Abhaneri or Abaneri (originally named Abha Nagari), in the Dausa district of Rajasthan state is s popular tourist destination spot for two simple reasons: it is hometo the world famous ornate step well called Chand Baori that supplied ground water to the villagers in the past in the summer season too and the other being Harshat Mata Temple. This post is about the temple.
|Harshat Mata Temple, Abaneri, Rajasthan. en.wikipedia.org|
|Harshat Mata Temple, Abhaneri, Rajasthan.dreamstime.com|
Harshat Mata Temple. according to the historians was originally dedicated to God Vishnu. The ordinal style of the temple was that of panchayatana (Sanskrit words Pancha meaning five and ayatana meaning containing) in which the main shrine is surrounded by four subsidiary shrines. The temple complex that is built on two broad stepped terraces (jagati) has an East-facing entrance to the temple facing the rising Sun. The original circumambulatory path or Prthakshana path is partially ruined
|Abaneri, India location map .palampurbikersclub.com|
Because of time and political reasons the main shrine has survived, but parts have been ruined because of aging, etc. In the place of Shikara - tower, there is a dome-shed roof modified in the past; the tall shikhara tower was replaced by a roof-dome. The good news is the fragments of carved stones from the original structure, and the age-old sculptures were shifted to the Museum at towns like Amber and Jaipur. The ASI apparently fearing pilferage, looting and destruction of valuable artifacts, stone images, etc took the right step to save them for the posterity.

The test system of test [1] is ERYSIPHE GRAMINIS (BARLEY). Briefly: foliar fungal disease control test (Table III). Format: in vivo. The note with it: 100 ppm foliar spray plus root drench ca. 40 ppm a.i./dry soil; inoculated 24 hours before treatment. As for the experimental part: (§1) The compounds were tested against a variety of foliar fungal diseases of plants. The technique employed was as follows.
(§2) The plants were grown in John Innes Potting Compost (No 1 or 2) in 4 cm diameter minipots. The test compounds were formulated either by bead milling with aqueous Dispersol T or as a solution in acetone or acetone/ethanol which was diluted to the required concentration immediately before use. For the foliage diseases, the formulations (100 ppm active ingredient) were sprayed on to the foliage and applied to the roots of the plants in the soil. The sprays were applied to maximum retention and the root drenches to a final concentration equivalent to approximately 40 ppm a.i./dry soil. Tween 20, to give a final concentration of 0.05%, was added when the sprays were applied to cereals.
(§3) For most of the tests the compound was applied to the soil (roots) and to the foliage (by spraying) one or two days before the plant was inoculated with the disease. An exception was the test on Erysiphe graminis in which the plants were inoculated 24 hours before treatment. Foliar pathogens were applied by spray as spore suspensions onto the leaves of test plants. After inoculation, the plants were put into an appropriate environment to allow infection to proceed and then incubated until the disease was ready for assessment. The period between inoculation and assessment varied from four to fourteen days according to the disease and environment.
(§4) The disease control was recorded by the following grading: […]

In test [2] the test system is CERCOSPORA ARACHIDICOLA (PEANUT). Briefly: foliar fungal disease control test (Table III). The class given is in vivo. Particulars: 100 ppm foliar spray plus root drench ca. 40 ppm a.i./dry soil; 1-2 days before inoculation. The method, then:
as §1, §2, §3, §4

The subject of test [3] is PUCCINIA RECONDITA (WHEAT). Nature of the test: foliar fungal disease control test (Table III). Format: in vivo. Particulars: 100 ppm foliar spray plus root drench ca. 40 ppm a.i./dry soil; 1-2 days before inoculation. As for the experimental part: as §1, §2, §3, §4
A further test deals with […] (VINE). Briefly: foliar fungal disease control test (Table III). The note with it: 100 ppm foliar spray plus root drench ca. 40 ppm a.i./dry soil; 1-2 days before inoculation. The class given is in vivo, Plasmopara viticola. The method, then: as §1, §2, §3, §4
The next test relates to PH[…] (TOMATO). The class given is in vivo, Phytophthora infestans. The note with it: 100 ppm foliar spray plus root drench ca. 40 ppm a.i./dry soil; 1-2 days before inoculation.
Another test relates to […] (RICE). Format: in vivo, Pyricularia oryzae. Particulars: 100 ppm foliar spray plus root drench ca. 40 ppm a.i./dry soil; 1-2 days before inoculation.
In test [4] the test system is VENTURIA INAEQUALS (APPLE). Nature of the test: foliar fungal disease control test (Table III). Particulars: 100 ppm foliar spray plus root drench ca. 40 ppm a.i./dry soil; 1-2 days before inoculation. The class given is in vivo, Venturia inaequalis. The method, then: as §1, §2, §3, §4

|9th CHarshat Mata Temple, Abaneri, Rajasthan.en.wikipedia.org|
The builder, historians theorize could be a ruler from the Gurjara-Pratihara dynasty ( an Indian imperial power during the late classical period that ruled much of North India from the mid-8th to the 11th century. They also ruled first at Ujjain and later at Kannauj. The iconography is representative of the Pancharatra movement of Vaishnavism. The historians made an interesting observation about this old temple, its structure and the primary god enshrined in the sanctum. The broken fragments of this temple that are on display in the museums suggest strong Shakta and Shaiva influence. However, Falk Reitz (1993) of University of Bonn, Germany is of the opinion that panchayatana temples tend to be ''syncretic'', meaning fusion of two or more religious belief systems into a new system, or possible incorporation into a religious tradition of beliefs from unrelated traditions. As for images of Durga and Parvati (Shiva's wife), they are different aspects of the same goddess. Reitz concludes that the ''Vaishnava sculptures at the temple have a "subordinate position", and cannot be used to make any conclusions about the temple's sectarian affiliation....... it is not surprising to find Vaishnava or Shaiva sculptures at a Shakta temple''. Many religions may have syncretic elements to their beliefs or history, but adherents of so-labeled systems are stuck with their own and show preference to exclusivist approach. Reitz, who studied the near-by Chand Boari says the two fragments of a Durga sculpture in the Chand Baori compound may belong to main idol of the original temple.
About the builder of this temple, the studies done in the 29th century conclude that the sanctum once had a Durga idol, which was stolen. Later, an idol of Goddess Lakshmi, consort of God Vishnu, was installed in that place. Now this idol is worshipped as Harshat-Mata.